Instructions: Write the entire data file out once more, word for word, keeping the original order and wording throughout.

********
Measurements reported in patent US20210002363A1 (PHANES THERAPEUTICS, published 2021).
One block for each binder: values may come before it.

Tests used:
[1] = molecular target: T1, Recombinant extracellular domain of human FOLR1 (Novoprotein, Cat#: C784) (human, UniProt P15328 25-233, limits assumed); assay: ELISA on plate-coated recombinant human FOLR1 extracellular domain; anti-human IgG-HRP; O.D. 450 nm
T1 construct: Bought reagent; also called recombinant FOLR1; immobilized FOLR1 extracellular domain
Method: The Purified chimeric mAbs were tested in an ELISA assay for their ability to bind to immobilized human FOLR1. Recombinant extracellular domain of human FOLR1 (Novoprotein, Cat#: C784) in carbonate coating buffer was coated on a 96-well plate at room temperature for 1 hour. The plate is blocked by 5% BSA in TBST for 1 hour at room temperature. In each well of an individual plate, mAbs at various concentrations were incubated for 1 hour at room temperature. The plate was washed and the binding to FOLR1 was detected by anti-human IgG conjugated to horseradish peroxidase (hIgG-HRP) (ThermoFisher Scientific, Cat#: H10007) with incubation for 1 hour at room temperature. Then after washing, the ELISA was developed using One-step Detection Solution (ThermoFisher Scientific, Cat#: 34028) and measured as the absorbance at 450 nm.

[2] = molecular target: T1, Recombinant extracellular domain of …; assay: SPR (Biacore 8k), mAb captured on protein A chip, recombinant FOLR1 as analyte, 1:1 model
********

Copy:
Measurements reported in patent US20210002363A1 (PHANES THERAPEUTICS, published 2021).
One block for each binder: values may come before it.

Tests used:
[1] = molecular target: T1, Recombinant extracellular domain of human FOLR1 (Novoprotein, Cat#: C784) (human, UniProt P15328 25-233, limits assumed); assay: ELISA on plate-coated recombinant human FOLR1 extracellular domain; anti-human IgG-HRP; O.D. 450 nm
T1 construct: Bought reagent; also called recombinant FOLR1; immobilized FOLR1 extracellular domain
Method: The Purified chimeric mAbs were tested in an ELISA assay for their ability to bind to immobilized human FOLR1. Recombinant extracellular domain of human FOLR1 (Novoprotein, Cat#: C784) in carbonate coating buffer was coated on a 96-well plate at room temperature for 1 hour. The plate is blocked by 5% BSA in TBST for 1 hour at room temperature. In each well of an individual plate, mAbs at various concentrations were incubated for 1 hour at room temperature. The plate was washed and the binding to FOLR1 was detected by anti-human IgG conjugated to horseradish peroxidase (hIgG-HRP) (ThermoFisher Scientific, Cat#: H10007) with incubation for 1 hour at room temperature. Then after washing, the ELISA was developed using One-step Detection Solution (ThermoFisher Scientific, Cat#: 34028) and measured as the absorbance at 450 nm.

[2] = molecular target: T1, Recombinant extracellular domain of …; assay: SPR (Biacore 8k), mAb captured on protein A chip, recombinant FOLR1 as analyte, 1:1 model